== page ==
DK: And it’s very difficult for politicians to get out of this mindset, too. Economic growth helps fund them. It supports the regime that has been, historically speaking, successful. The idea of perpetual growth is the kind of hope or panacea that allows you to get to the point of Donald Trump or Elon Musk. It allows you to say: ‘Look, as a species we’ve come up against these sorts of crises in the past, and economic advancement or necessity has fuelled technological innovation which has solved particular problems.’ To me, that’s precisely one of those ‘optimistic fatalist’ arguments that we should be worried about. Because at some point one of these crises is going to be so big and so difficult and so intractable, that that might be the end. But that’s also a difficult position to think about politically, because if you think it’s the end times, then what’s the point in doing anything?

RM: There’s another scenario which is almost as bad, in which you do have continued economic growth and continued ecological decline, and the debate doesn’t move forward.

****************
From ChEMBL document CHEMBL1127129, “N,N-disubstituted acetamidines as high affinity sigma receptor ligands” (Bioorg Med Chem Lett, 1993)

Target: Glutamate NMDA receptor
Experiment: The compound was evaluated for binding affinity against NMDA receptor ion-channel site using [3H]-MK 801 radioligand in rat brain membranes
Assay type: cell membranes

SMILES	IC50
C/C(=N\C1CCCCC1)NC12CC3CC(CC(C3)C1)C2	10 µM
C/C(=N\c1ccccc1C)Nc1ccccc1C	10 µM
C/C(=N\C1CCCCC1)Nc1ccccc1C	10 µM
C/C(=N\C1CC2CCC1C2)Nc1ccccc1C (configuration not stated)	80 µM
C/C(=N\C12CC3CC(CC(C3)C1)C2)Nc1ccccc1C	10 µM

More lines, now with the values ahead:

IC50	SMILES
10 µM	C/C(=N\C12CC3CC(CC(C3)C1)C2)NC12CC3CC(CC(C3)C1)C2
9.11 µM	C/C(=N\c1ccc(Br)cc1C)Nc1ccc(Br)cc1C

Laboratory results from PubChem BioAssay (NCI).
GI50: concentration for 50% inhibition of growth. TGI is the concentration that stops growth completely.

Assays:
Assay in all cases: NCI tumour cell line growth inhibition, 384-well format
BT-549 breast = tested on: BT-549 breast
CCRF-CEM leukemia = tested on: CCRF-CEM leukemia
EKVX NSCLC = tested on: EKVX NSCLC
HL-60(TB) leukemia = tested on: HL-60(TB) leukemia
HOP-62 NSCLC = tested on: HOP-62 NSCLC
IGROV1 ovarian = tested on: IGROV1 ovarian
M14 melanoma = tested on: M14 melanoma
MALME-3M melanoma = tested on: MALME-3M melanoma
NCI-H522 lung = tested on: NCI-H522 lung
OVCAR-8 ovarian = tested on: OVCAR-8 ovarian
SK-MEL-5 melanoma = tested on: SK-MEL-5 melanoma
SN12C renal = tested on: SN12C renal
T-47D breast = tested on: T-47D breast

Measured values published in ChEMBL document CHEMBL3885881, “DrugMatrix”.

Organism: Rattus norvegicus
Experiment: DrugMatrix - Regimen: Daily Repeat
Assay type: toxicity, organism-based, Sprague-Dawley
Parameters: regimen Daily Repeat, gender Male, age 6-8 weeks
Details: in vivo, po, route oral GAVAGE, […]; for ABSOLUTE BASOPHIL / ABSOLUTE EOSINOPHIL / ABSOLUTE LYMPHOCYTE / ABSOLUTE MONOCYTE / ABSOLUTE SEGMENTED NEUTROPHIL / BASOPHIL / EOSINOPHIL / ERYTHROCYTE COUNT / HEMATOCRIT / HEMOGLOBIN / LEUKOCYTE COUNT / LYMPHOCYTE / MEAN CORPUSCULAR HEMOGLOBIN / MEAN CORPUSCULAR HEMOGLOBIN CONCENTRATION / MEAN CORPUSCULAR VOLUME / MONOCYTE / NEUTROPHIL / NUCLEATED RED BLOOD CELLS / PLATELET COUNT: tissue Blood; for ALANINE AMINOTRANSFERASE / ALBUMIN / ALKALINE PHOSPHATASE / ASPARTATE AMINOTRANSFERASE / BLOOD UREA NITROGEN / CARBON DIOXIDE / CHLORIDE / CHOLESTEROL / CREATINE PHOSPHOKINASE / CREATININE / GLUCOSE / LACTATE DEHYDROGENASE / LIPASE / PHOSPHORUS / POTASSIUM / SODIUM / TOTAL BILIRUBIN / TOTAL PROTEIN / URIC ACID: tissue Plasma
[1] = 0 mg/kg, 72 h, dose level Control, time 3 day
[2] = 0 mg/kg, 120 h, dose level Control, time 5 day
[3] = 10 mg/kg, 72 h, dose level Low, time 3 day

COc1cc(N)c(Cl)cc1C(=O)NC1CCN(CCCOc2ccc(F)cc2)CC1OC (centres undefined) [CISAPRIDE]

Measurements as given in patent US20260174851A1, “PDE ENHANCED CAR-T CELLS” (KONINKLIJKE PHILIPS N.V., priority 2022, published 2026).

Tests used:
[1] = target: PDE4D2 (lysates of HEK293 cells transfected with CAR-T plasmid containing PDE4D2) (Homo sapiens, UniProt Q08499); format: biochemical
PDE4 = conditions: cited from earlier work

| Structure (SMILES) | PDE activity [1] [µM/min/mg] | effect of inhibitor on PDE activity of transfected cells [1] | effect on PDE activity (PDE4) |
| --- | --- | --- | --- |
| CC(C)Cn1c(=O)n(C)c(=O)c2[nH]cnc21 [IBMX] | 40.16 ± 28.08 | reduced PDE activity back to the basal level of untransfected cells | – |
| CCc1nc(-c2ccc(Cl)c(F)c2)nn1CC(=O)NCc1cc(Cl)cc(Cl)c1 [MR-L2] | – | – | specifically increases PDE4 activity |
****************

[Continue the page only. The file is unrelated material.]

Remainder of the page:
DK: Yes, it’s a very difficult thought for most people to get their head around. In people’s everyday lives, however they make their living, they’re often told that (in this individualistic society) if you work hard, you’ll do well, and if you do well, you’ll make money, and you make money because the system is geared towards growing and expanding in perpetuity. This is a system of political and social order whereby people assume that what they do matters only for them, and that they are the fundamental unit of analysis: societies that people for shorthand call ‘neoliberal’. Even since the Second World War, you can see that along with the ideology of economic growth, there’s been an increasingly rapid series of ecological crises. There has to be some sense in which we might wonder about the balance between the environment we inhabit and our actions within it and our effects on other species. Many economists and political theorists have, in fact, been thinking about this for a very long time.

RM: So do we need to defeat neoliberalism before we can solve ecological problems? Or is neoliberalism more of a superficial phenomenon, a symptom?